Saturday, 5 September 2015

A word from Kate Long

I don’t know if you caught the Twitter trend #WhyIWrite, but it was fascinating. There were the obvious responses – ‘To quieten the voices in my head’, ‘To explore my deepest feelings’, ‘So that I can live forever’  and, more prosaically, ‘Because real life sucks.’ There was humour: ‘It’s a great way to avoid housework’. Then the inevitable backlash.
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You can always rely on Twitter for the full range of views.

But the discussion got me thinking. Yes, there were responses that chimed with me, especially those which spoke about the need to escape reality. Books have always provided a haven that way whichever end of the process we’re at, as authors or readers, creators or consumers.
I knew, though, that there were also impulses that were more specific to me. I’m guessing all writers have these very personal writing dynamics. For instance, there are themes to which I return repeatedly – family secrets, eating disorders, sexuality, adoption. I’m drawn to those issues and the narratives that can come out of them. I want to explore my ideas on these topics and learn more by developing them in a story. This leads me to further research, which in turn sparks off more writing.
Then there’s what I want to say about the world. Real life does suck at times, no doubt about it. Good people suffer horrendous misfortune, and evil-doers often seem to dance through their days. So as a reader, when I open a book I like to step into somewhere more balanced and just, and the same is true for when I write. The characters of mine who are decent always do triumph, and my villains are punished. Perhaps the triumph isn’t unalloyed, and perhaps my heroines don’t end up with exactly what they thought they wanted. But the endings are essentially happy because I have that power and can make them so. Sometimes we all need a break from the unfair chaos around us.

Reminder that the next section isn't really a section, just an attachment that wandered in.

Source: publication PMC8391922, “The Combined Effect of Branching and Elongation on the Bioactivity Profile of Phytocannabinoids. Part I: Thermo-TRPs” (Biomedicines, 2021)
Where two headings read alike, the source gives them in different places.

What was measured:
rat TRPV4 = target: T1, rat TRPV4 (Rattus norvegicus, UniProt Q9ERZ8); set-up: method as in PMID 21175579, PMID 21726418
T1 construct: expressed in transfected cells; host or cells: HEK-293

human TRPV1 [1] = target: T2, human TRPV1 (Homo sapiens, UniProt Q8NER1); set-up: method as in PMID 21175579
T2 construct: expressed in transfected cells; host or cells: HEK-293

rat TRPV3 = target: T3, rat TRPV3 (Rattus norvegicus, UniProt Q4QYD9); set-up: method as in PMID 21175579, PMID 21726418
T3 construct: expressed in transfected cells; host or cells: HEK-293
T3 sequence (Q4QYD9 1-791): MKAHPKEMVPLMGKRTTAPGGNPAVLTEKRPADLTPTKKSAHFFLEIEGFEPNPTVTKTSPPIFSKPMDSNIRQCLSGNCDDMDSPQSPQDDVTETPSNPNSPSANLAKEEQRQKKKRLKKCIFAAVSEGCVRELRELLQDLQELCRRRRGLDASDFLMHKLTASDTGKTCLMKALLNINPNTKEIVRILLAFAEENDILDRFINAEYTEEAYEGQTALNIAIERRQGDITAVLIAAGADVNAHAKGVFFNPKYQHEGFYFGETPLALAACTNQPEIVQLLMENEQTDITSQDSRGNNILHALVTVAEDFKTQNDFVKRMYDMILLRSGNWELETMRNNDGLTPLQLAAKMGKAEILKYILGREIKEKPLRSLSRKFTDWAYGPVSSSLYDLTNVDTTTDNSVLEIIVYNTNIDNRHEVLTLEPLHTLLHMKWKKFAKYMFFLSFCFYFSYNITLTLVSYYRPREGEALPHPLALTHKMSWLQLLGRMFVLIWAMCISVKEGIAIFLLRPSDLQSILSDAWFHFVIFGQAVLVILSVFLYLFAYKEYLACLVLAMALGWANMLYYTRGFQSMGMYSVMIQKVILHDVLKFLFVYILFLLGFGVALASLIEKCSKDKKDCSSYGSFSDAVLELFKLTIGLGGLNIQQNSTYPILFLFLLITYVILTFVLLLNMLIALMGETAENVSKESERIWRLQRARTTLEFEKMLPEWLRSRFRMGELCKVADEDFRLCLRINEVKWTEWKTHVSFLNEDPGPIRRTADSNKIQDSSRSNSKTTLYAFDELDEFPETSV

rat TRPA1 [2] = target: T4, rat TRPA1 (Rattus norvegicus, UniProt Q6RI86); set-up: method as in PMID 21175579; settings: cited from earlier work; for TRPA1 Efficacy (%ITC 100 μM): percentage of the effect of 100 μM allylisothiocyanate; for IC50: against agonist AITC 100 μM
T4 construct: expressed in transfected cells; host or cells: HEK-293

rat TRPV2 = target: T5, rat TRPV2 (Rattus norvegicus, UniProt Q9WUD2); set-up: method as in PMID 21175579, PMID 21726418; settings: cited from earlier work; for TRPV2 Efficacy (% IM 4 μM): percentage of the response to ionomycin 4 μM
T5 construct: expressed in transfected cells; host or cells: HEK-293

Why do we write? It’s a question authors need to ask themselves because there are times when things are not going well, we’ve had bad reviews and we’re lonely or discouraged, or the muse has packed up and gone on holiday. What incentive is there to carry on? Well, here’s the best I’ve found, the one that’s saved me several times. Above all else, don’t we write to make connections with people? If energy’s low and spirits bleak, then remembering praise from readers is the best tonic there is. We write to entertain, to cheer, to affirm. We write to stretch out a hand.
After some thought, here’s what I finally tweeted in response:
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and with my most recent book:
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If my novels have made even one person feel better-placed to face the world, then I’ve not made a complete hash of it. And what’s more, I’ll carry on writing.


  1. That's as good an explanation as any I've read.

    1. Thanks! I guess the reasons (in their shades and variety) are as individual as fingerprints, really.